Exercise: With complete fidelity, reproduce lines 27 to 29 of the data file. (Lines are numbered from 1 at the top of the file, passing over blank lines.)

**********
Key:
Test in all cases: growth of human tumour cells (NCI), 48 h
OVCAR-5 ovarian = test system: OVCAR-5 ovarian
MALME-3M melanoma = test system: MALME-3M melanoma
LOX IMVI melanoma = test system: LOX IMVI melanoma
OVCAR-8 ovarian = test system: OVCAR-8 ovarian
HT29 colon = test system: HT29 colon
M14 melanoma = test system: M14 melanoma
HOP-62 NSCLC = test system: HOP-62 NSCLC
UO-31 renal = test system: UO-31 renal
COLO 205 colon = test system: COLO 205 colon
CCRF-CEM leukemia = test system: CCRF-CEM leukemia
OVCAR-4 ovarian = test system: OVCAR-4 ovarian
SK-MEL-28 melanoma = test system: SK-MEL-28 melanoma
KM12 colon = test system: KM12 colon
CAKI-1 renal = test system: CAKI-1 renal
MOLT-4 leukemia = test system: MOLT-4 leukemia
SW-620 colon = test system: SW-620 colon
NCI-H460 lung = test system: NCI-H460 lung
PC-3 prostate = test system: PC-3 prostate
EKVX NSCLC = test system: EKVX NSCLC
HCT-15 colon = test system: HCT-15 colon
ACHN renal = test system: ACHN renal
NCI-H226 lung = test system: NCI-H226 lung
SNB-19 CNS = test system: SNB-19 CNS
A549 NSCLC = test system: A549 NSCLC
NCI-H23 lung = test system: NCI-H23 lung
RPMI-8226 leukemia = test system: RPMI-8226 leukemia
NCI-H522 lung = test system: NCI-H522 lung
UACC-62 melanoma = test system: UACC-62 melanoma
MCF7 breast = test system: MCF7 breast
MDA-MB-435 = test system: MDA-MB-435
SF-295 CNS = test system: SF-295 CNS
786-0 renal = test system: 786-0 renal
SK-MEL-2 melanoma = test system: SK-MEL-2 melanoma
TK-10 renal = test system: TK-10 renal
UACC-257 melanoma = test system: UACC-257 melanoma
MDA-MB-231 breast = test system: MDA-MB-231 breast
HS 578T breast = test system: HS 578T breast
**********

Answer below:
NCI-H23 lung = test system: NCI-H23 lung
RPMI-8226 leukemia = test system: RPMI-8226 leukemia
NCI-H522 lung = test system: NCI-H522 lung